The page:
Finding answers for 50 years

Richard Warnecke

Richard Warnecke, emeritus professor of the Institute for Health Research and Policy, is among presenters at the March symposium.

UIC’s Survey Research Laboratory has been getting answers for 50 years — designing, conducting, and analyzing surveys for academic, government and other public-interest entities.

Much of its work has moved to the Internet, but sometimes the old ways are still the best, said director Tim Johnson.

In-person interviews, he said, “tend to produce the most reliable and representative information.”

“We’re working on two large community-based health surveys — one for UI Health and the other for Mount Sinai Hospital — that employ area probability samples and face-to-face interviewing throughout the city, ” Johnson said.

The Survey Research Laboratory will mark its half-century of service with a March 6 symposium at UIC and a March 4 event on the Urbana-Champaign campus. Both events are free and open to the public.

The UIC symposium will be held from 2 to 4 p.m. in Meeting Room BC, Student Services Building.

Presentations will include:

• “Fifty Years Serving the University of Illinois,” Richard Warnecke, emeritus professor of the Institute for Health Research and Policy. Warnecke has been involved in cancer control research for more than 40 years and has been a principal investigator and grant reviewer with the National Cancer Institute. He became affiliated with the Survey Research Laboratory in 1974 and served as director from 1981 to 1996.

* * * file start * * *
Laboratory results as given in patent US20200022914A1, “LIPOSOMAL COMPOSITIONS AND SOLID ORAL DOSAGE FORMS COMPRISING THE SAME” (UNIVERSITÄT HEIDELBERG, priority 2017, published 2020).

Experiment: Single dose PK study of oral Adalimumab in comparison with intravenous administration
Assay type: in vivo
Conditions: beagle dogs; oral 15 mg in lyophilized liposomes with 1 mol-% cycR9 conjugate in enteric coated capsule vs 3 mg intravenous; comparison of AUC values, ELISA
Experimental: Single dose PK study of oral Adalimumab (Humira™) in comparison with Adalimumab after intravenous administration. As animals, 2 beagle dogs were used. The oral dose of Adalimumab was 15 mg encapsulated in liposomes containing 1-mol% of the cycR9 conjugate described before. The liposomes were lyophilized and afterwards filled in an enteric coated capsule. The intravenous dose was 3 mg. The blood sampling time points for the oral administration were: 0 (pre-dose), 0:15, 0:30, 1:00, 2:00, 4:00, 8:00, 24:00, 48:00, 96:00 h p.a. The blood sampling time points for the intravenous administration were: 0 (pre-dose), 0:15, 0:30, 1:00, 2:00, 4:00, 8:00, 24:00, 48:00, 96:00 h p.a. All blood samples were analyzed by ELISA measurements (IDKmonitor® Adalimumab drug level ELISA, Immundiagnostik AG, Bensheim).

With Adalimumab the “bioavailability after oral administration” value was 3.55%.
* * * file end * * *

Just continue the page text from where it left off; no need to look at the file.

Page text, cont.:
• “Thinking about Answers: Looking Back and Ahead,” Norbert Schwarz, provost professor of psychology and Marshall School of Business at the University of Southern California. Schwartz, co-founder of the USC Dornsife Mind & Society Center, studies human judgment and cognition and their implications for public opinion and consumer behavior. He is a member of the American Academy of Arts and Sciences and the German National Academy of Science.

• “The Future of Survey Research,” Jon Krosnick, professor of communication, political science and psychology at Stanford University, and research psychologist at the U.S. Census Bureau. Krosnick studies how the American public’s political attitudes change and express themselves in action. His surveys have been used in court cases involving employment law, patent/trademark violation, health effects of accidents, and evaluation of environmental damage.

Print Friendly, PDF & Email